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Fresh deaths during farmers' protest fuel more woes on India's farming laws

By APARAJIT CHAKRABORTY in New Delhi | chinadaily.com.cn | Updated: 2021-10-05 14:56

Farmers protest against the three controversial farm laws in Amritsar district of India's northern state Punjab, Sept 18, 2021. [Photo/Xinhua]

Instead of calming down the year-long protest of Indian farmers, the deaths of eight people, including four farmers, in the most recent clash are fueling up irritation among protesters and their distrust on the federal government which adopted three contentious farm laws last September.

Farmers had gathered for a demonstration on Oct 3 in Uttar Pradesh state's Lakhimpur Kheri district, where a car ran over four farmers and caused their deaths. Farmers alleged the car was owned by the son of Ajay Mishra, India's deputy home minister.

The tragedy was confirmed later in a media briefing. "Eight persons died in Lakhimpur incident on Sunday. Out of the eight, four were farmers and the remaining four were others who were in the vehicles," Uttar Pradesh's director general of police, Mukul Goel said.

Since Nov 26, 2020, tens of thousands of farmers have camped out on major highways around the Indian capital with a demand that the Farmers' Produce Trade and Commerce (Promotion and Facilitation) Act, 2020, the Farmers' (Empowerment and Protection) Agreement on Price Assurance and Farm Services Act, 2020, and the Essential Commodities (Amendment) Act, 2020 be rolled back, and that a new law be made to guarantee minimum support price for crops.

Since Sunday morning the protest against the laws turned violent in Tikunia area of the district where farmers were opposing the visit of Ajay Mishra and deputy chief Minister of UP Keshav Maurya. Ajay Mishra reportedly had organized an event in a village nearby the protest site.

Farmers claimed that Mishra's son had been in a car in the minister's convoy, or was driving it, when the vehicle ran over four protesters, killing them.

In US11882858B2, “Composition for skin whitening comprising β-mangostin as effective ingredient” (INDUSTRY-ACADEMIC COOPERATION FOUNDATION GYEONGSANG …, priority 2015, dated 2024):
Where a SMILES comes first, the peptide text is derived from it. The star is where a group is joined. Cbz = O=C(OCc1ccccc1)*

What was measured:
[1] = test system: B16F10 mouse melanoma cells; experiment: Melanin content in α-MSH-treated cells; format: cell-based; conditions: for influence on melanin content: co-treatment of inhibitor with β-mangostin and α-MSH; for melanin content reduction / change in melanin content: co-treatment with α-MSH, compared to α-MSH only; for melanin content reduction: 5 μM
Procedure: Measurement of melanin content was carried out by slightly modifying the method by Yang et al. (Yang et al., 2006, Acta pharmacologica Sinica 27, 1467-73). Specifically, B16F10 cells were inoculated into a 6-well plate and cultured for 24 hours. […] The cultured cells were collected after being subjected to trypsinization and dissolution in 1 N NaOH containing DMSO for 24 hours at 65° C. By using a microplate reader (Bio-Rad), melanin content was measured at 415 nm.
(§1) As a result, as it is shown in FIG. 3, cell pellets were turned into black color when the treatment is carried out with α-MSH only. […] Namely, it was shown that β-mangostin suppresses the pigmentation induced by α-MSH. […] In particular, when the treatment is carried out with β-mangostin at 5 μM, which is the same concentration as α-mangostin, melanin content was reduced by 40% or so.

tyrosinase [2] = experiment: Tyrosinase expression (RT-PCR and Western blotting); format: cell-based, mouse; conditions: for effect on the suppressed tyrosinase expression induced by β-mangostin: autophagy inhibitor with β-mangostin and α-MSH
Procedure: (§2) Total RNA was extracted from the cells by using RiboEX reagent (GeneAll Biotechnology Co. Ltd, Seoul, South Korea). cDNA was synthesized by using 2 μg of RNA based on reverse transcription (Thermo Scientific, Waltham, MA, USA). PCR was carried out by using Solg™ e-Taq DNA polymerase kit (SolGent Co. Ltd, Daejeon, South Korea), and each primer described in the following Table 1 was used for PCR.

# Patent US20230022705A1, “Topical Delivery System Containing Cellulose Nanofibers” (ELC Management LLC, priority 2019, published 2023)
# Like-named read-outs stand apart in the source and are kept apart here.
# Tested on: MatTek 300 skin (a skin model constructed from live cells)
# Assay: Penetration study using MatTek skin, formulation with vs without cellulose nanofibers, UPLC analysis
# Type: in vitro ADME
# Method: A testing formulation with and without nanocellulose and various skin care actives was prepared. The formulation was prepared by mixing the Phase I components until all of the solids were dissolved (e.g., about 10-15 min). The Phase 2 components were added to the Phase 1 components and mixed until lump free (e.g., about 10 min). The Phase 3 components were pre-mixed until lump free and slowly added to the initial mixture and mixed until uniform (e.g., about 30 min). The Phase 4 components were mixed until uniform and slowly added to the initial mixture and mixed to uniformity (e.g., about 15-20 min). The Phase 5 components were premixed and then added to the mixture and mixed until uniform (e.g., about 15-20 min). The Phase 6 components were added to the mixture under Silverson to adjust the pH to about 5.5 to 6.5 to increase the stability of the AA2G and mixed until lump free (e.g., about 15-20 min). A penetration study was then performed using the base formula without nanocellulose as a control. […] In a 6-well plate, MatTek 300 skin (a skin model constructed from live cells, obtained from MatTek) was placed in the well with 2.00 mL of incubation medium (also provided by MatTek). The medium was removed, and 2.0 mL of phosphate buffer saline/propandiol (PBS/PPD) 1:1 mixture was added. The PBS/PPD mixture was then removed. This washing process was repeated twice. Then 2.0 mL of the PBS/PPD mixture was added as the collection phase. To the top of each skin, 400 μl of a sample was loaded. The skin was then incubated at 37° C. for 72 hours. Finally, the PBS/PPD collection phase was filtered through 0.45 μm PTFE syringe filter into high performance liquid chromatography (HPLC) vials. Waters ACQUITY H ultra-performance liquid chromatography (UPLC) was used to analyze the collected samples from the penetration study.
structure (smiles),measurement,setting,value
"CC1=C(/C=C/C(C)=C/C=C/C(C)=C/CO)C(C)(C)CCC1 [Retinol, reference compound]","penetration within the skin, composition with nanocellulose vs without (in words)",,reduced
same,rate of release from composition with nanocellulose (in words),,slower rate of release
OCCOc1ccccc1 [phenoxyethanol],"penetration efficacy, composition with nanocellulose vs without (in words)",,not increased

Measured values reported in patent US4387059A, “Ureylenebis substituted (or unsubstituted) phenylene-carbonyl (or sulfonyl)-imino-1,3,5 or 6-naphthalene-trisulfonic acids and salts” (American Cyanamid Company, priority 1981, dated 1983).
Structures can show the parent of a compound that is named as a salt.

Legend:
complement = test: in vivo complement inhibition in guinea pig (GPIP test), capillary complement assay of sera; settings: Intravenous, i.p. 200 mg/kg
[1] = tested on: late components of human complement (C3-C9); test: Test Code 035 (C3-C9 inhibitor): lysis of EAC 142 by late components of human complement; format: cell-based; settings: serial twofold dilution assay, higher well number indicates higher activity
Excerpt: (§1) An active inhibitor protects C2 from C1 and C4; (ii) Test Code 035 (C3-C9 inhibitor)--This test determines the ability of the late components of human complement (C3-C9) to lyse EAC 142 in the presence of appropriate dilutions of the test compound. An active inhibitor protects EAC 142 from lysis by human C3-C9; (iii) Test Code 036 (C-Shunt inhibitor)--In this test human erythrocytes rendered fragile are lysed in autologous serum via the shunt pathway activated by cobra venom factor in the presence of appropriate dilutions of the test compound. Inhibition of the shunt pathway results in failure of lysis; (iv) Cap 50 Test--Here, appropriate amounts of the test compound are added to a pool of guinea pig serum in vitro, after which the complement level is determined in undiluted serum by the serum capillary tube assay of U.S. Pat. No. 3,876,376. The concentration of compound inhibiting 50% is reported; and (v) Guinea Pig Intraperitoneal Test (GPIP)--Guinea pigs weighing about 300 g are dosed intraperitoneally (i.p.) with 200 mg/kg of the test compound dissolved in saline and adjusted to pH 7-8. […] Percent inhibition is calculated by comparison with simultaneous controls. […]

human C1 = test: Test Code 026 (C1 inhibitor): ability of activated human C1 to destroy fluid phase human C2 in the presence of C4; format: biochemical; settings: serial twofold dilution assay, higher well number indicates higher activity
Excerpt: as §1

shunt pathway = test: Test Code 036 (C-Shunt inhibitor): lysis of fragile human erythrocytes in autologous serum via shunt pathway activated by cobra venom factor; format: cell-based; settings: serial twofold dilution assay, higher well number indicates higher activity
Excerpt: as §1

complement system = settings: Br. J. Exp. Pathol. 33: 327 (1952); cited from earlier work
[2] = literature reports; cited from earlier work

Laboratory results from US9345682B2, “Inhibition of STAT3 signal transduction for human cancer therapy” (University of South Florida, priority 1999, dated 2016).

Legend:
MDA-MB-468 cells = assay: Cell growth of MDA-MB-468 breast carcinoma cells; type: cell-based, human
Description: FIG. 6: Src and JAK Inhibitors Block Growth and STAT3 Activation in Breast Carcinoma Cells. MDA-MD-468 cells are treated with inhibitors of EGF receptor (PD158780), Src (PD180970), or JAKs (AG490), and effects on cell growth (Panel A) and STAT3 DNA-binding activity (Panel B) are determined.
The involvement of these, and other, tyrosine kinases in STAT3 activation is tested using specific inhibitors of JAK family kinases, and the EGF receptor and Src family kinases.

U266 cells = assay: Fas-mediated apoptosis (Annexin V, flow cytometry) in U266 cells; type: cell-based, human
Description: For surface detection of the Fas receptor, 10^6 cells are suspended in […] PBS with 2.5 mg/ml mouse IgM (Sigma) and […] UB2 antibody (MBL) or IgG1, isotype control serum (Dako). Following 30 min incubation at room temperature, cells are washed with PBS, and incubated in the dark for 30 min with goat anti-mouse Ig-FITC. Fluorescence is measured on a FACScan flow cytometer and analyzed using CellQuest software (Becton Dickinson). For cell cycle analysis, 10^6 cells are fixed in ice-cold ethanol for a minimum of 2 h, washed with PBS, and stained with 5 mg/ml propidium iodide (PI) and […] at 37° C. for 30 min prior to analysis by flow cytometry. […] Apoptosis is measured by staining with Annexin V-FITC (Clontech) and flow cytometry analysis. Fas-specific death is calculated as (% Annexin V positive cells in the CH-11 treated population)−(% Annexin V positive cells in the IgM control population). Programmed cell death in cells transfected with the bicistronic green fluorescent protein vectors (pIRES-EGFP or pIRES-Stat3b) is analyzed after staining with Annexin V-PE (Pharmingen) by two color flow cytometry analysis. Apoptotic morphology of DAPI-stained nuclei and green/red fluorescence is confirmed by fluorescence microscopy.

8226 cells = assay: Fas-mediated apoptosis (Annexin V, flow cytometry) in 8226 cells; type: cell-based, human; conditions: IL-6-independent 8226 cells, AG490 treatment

Refuting the allegations, Ajay Mishra said that his son was not driving the vehicle that hit the protesting farmers. Mishra said his son was not even present at the spot when the incident took place. Terming the incident as a part of conspiracy, Mishra claimed demonstrators had attacked the convoy and killed three workers from the Bharatiya Janata party – the ruling party at the national level and in Uttar Pradesh – and one driver.

Photos and videos on social media that went viral showed jeeps set on fire as people lay covered in blood.

The UP government on Monday has announced to give $60,800 compensation to the families of the four farmers killed in the incident. The government will also give around $13,500 to those injured in the violence, said additional chief secretary of UP, Awanish Awasthi.

On Monday a First Information Report has been registered against Ajay Mishra's son and several other persons in connection with the Lakhimpur violence, Awasthi said.

India's Supreme Court on Monday lashed out at farmers' organizations for continuing with the protests against the federal government's agricultural laws, stating when the agitation snowballed into violence as in UP's Lakhimpur Kheri, "nobody takes responsibility".

"When such incidents happen, causing deaths, loss to property and damage, nobody takes responsibility," Justice A.M. Khanwilkar said.

The incident has injected fresh political bitterness between the opposition and federal government.

Several opposition leaders, including Priyanka Gandhi, a leader of India's main opposition Congress party have started hunger strike after they were detained this morning from visiting the families of farmers who died in the violence as tension prevailing in the area.

Among prominent farm leaders reaching the violence-hit district on Monday morning was Rakesh Tikait. He told the media that farmers will hold discussions with the villagers before deciding their future course of action.